Good conclusions usually refer back to the question or title and address it directly - for example by using key words from the title.
How well do you think these conclusions address the title or question? Answering these questions should help you find out.
- Do they use key words from the title or question?
- Do they answer the question directly?
- Can you work out the question or title just by reading the conclusion?
To what extent is the glass menagerie about glass? Discuss.
"In conclusion, I also think 'The glass menagerie,' is an effective title for the play. The play does reflect on Laura's fragility and necessity to grasp the non-existent world of her animal collection from which she seeks complete refuge. For this to exist, she greatly depends on her mother and brother. The glass menagerie is very important for Laura and ironically her happiness or unhappiness affects the rest. That is to say, if Tom does walk out, it will destroy her fragile glass menagerie, her source of peace and solace. Destroying hers would probably destroy his mental state of peace and solace as well. Perhaps this is the idea the play revolves around."
Two books I have chosen to compare are "The Woman in White", by Wilkie Collins and "The Woman in Black", by Susan Hill.
"I personally enjoyed reading "The Woman in White" more than "The Woman in Black" as it was much more intricate and surprising whereas in "The Woman in Black", I thought it was quite predictable and had a simpler plot. "The Woman in White" had many characters that were all different and carefully described but the characters in "The Woman in Black" were not, in my opinion, as realistic or believable. I did not think that the characters in "The Woman in Black were as believable as the characters in "The Woman in White" as the characters from "The Woman in White" were intricately described and although the complex descriptions can be tedious to read, the reader does gain a more detailed view of the characters."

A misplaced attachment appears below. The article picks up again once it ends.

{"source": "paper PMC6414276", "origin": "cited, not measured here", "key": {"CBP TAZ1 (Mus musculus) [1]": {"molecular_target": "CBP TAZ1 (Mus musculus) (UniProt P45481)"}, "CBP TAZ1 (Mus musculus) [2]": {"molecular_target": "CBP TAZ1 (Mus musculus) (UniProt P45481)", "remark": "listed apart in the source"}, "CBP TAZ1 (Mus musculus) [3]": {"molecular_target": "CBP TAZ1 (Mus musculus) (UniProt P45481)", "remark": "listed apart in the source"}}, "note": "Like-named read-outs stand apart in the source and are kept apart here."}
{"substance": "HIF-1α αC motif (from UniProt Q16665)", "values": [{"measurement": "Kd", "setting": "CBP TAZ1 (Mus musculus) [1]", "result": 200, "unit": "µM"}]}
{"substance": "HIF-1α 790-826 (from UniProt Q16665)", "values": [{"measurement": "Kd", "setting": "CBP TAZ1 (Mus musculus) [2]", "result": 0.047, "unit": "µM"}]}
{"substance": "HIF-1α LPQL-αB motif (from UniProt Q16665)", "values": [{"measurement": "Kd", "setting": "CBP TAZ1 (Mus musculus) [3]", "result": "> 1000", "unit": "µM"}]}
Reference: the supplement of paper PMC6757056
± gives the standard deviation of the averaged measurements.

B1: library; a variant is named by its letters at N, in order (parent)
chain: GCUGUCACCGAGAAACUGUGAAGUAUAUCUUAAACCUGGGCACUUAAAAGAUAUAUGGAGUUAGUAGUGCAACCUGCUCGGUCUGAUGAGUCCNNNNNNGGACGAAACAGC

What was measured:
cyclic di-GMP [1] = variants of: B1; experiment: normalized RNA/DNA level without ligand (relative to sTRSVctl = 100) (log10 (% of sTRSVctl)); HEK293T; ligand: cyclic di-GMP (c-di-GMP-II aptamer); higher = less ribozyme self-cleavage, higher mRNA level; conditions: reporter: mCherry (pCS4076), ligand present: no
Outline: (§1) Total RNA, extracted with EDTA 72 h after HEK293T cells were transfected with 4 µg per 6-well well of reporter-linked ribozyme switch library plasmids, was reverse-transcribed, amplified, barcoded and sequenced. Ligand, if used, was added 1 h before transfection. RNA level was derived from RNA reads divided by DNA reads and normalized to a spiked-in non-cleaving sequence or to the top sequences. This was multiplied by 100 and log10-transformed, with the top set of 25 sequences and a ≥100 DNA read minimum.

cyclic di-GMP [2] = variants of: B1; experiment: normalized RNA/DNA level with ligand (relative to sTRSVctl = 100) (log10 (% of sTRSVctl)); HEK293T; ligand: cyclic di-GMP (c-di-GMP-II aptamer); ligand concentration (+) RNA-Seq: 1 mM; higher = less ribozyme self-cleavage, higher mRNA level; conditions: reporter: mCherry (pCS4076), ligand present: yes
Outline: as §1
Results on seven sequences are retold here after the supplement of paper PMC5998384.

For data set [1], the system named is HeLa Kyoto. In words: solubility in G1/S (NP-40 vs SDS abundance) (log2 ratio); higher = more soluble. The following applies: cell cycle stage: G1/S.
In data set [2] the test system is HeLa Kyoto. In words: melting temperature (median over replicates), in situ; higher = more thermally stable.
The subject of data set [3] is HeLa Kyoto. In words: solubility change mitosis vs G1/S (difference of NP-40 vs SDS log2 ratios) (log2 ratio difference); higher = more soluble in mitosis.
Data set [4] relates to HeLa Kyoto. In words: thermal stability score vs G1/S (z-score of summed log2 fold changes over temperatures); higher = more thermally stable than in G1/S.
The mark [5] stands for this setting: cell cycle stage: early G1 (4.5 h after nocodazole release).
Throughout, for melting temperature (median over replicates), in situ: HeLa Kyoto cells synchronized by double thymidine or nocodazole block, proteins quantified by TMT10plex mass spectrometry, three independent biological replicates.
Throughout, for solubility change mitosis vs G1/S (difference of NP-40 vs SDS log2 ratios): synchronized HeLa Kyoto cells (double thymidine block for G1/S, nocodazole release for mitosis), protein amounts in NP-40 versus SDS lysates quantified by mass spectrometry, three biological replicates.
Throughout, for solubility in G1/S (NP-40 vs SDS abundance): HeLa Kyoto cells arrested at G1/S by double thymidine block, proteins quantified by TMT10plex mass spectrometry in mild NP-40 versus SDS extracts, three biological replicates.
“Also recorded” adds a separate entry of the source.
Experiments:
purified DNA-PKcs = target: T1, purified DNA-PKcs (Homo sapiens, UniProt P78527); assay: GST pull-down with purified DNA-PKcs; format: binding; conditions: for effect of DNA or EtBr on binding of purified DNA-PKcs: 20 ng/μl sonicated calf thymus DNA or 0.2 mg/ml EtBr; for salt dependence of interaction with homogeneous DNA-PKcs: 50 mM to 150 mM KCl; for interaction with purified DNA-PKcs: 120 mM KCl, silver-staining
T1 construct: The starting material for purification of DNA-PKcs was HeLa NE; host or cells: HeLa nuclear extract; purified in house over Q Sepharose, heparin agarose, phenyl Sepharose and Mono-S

A director of The Glass Menagerie has written that all four of the plays characters invite compassion and sympathy from the audience - To what extent do you agree with this opinion?
"In conclusion, I agree this far that the character Laura, from a director's point of view, is the character that invites the most compassion and sympathy from the audience. However, an actress playing Laura may feel that Laura does not because they would have experienced Laura from a different perspective. Experiencing the performance of the play myself, I can imply that Laura evokes the most compassion and sympathy out of all four characters but Tom also evokes to a similar extent these feelings by the way he explicitly expresses his unhappiness to the audience."